Elon Musk has said that life has to be about more than just “solving problems.” There also have to be inspirational things that give people a reason to get up in the morning. But if you’re a small business, focusing on inspiration seems like a lofty dream. You’ve got problems galore, and they need to be dealt with first.
Here are some of the big problems that all businesses must face to be successful.
Keeping Pace With Demand
As a business, being rushed off your feet is a nice problem to have. But it can also create a lot of problems. A children’s daycare company called Harold McMillan from New Orleans realized the problems that rapid expansion could cause after Hurricane Katrina. Following the storm, the majority of day care companies left the city. As a result, Harold McMillan found its order books full to bursting, and it got an influx of demand from parents looking for a place to leave their children while they went to work. The company quickly filled its current 200-child capacity building and immediately had to start looking for additional space.
Identifying Who The Buyers Are
Another common problem businesses face is identifying who exactly their customers are. Kehinde Olajide, the CEO of a natural beverage company, says that he has found it difficult to “crack the code” of identifying customers. There might be many customers who tick all the right demographic boxes, he says, but that doesn’t mean that they’re interested in his particular product.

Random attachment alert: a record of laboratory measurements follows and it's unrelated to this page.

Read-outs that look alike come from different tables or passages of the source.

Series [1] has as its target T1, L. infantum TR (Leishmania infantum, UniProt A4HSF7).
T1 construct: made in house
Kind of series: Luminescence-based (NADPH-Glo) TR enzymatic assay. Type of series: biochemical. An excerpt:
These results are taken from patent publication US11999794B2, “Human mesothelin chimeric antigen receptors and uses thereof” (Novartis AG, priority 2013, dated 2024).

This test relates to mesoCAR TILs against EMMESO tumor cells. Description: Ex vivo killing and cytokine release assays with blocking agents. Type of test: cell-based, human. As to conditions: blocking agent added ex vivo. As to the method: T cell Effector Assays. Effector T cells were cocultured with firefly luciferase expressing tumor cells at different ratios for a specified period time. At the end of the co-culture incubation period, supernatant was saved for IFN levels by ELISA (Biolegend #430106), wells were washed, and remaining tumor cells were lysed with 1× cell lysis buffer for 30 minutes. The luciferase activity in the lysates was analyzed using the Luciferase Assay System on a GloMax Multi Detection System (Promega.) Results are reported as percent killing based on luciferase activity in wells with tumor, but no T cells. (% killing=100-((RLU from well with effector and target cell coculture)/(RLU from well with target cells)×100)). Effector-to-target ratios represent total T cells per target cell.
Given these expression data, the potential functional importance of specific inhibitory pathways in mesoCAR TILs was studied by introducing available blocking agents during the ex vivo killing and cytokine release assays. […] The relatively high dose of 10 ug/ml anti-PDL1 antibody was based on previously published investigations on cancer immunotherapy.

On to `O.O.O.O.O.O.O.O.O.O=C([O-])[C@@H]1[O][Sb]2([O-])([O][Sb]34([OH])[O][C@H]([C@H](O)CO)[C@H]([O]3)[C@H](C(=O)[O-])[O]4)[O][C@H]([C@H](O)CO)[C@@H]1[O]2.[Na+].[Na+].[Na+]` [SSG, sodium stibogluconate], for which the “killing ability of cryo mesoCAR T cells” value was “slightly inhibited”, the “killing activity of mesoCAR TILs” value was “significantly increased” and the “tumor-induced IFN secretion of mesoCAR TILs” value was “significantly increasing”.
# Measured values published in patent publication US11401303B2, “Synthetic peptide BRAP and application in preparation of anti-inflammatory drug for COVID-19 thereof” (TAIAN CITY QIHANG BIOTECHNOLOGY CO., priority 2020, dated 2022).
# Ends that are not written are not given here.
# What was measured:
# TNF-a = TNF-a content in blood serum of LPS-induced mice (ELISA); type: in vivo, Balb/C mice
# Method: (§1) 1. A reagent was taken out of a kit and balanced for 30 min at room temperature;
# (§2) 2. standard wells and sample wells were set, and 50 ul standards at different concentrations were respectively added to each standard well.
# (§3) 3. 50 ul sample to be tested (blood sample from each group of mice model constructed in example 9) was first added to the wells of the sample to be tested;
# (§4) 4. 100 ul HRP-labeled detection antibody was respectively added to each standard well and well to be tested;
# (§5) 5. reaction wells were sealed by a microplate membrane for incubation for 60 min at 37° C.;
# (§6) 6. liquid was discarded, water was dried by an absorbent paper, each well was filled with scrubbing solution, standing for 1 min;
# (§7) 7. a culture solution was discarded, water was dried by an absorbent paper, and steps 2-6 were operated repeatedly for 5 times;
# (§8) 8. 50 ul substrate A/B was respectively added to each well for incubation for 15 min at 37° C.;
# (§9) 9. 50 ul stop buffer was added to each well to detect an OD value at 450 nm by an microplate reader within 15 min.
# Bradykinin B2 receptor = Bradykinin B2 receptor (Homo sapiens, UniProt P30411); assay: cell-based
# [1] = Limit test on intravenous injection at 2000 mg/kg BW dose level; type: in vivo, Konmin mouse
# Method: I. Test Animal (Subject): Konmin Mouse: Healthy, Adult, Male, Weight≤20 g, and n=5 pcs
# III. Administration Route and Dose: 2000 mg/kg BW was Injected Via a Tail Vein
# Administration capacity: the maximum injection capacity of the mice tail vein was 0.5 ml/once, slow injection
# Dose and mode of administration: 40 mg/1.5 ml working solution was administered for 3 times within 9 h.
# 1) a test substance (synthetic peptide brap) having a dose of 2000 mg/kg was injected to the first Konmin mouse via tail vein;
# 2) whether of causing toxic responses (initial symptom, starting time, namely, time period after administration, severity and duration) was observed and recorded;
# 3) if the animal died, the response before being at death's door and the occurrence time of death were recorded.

The problem for Olajide is that poorly targeted marketing is very expensive. Finding out exactly who your customers are is, therefore, vital.
Transitioning IT Systems
As businesses get bigger, their IT needs become more sophisticated. Not only do they have to manage additional user login accounts, but they also have to integrate an increasingly diverse product stack into their daily operations. As sites like https://www.itworks.us.com/ make clear, doing this is far from easy. Legacy systems rarely work well alongside new computing services.
For this reason, the vast majority of new startups are ditching legacy software completely in favor of managed cloud services. These services run day and night, usually without a hiccup, meaning less downtime for business.
Getting Paid On Time
Getting paid is what business is all about. However, for many companies, getting paid on time is a problem. Thanks to a weak economy, many customers and B2B firms can be late to pay, and this can wreak havoc with cash flow. This is a problem that Jennifer Brown faced, according to http://www.businessnewsdaily.com. Her coffee supplier firm started to get into trouble when a number of her large, corporate clients were unable to pay her for her services. Payments were delaying, and so Brown had to get loans to cover the difference.
Receiving A Fair Price
Finally, there’s the problem of getting a fair price for what you sell. In very competitive markets, it can be a challenge to keep prices high enough to justify the continuation of the business.
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